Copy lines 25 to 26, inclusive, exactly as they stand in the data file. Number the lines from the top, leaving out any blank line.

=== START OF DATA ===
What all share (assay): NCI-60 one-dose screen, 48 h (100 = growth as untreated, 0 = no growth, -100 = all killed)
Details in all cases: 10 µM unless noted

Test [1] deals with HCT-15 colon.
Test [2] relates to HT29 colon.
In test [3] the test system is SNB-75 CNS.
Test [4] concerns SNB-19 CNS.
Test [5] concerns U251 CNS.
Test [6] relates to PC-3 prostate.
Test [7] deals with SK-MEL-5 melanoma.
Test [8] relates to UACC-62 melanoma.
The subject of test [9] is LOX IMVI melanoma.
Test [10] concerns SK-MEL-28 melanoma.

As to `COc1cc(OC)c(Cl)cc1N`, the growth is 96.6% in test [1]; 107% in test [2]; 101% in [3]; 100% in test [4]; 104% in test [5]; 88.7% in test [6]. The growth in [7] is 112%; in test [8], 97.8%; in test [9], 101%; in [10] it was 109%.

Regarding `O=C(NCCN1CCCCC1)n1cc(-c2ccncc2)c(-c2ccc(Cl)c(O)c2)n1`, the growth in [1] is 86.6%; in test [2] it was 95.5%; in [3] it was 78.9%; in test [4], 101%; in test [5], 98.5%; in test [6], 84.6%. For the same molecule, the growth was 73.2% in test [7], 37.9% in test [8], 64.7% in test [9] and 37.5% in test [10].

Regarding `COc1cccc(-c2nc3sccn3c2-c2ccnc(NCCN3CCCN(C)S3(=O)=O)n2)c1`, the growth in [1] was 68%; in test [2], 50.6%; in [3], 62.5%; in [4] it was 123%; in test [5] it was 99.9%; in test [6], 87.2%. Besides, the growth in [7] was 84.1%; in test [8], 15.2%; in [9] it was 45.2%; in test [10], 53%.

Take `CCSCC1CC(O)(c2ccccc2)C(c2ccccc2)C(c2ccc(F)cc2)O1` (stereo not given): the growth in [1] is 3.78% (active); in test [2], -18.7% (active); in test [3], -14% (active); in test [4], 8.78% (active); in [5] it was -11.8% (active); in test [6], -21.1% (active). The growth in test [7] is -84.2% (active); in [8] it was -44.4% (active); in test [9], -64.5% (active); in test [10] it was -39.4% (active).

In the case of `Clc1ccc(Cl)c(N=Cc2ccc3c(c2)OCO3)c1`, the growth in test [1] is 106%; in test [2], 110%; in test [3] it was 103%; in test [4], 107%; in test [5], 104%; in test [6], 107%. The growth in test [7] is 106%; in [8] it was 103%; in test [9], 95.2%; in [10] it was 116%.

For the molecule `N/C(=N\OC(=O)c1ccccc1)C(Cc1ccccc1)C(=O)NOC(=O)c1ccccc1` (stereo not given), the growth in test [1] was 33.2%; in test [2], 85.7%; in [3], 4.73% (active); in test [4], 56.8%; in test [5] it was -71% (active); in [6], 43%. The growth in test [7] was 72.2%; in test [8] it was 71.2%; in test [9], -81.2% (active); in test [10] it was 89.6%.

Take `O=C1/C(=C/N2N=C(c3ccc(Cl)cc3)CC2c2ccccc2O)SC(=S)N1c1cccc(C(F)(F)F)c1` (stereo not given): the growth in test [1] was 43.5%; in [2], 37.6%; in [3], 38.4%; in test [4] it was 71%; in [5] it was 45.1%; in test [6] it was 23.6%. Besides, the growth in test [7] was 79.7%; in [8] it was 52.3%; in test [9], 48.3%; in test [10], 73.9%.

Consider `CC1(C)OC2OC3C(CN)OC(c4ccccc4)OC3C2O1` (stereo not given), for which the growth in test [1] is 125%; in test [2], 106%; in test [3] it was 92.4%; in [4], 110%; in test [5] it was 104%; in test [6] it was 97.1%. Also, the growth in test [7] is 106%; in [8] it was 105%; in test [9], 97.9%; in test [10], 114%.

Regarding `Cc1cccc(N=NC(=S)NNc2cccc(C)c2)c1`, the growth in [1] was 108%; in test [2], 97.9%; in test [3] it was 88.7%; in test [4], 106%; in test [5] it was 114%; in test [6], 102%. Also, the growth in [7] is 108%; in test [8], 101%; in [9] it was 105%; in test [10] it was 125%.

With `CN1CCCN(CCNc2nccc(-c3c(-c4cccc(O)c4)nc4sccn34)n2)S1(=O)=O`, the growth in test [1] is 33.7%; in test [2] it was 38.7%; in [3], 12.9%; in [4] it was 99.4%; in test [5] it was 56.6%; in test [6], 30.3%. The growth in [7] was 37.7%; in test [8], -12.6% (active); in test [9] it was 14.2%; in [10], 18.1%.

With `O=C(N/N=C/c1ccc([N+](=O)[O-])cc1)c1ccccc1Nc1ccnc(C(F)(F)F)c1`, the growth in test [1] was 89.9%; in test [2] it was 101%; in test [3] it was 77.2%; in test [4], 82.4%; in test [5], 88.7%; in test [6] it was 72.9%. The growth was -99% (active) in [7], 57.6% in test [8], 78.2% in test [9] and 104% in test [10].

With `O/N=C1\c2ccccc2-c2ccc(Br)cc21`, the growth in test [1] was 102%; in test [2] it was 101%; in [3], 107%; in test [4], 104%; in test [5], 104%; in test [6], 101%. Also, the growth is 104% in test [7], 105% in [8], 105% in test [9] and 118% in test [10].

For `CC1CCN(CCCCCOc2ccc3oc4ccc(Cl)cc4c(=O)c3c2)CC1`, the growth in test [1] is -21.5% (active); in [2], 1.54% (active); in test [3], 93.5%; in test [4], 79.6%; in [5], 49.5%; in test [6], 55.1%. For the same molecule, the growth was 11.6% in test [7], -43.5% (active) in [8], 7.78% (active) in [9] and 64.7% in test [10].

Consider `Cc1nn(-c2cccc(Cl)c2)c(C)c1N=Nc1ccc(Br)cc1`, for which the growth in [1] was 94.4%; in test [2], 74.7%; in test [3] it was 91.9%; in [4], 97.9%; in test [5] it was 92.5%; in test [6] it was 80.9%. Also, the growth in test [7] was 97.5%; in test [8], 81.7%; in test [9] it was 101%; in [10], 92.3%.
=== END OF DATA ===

For `CC1CCN(CCCCCOc2ccc3oc4ccc(Cl)cc4c(=O)c3c2)CC1`, the growth in test [1] is -21.5% (active); in [2], 1.54% (active); in test [3], 93.5%; in test [4], 79.6%; in [5], 49.5%; in test [6], 55.1%. For the same molecule, the growth was 11.6% in test [7], -43.5% (active) in [8], 7.78% (active) in [9] and 64.7% in test [10].

Consider `Cc1nn(-c2cccc(Cl)c2)c(C)c1N=Nc1ccc(Br)cc1`, for which the growth in [1] was 94.4%; in test [2], 74.7%; in test [3] it was 91.9%; in [4], 97.9%; in test [5] it was 92.5%; in test [6] it was 80.9%. Also, the growth in test [7] was 97.5%; in test [8], 81.7%; in test [9] it was 101%; in [10], 92.3%.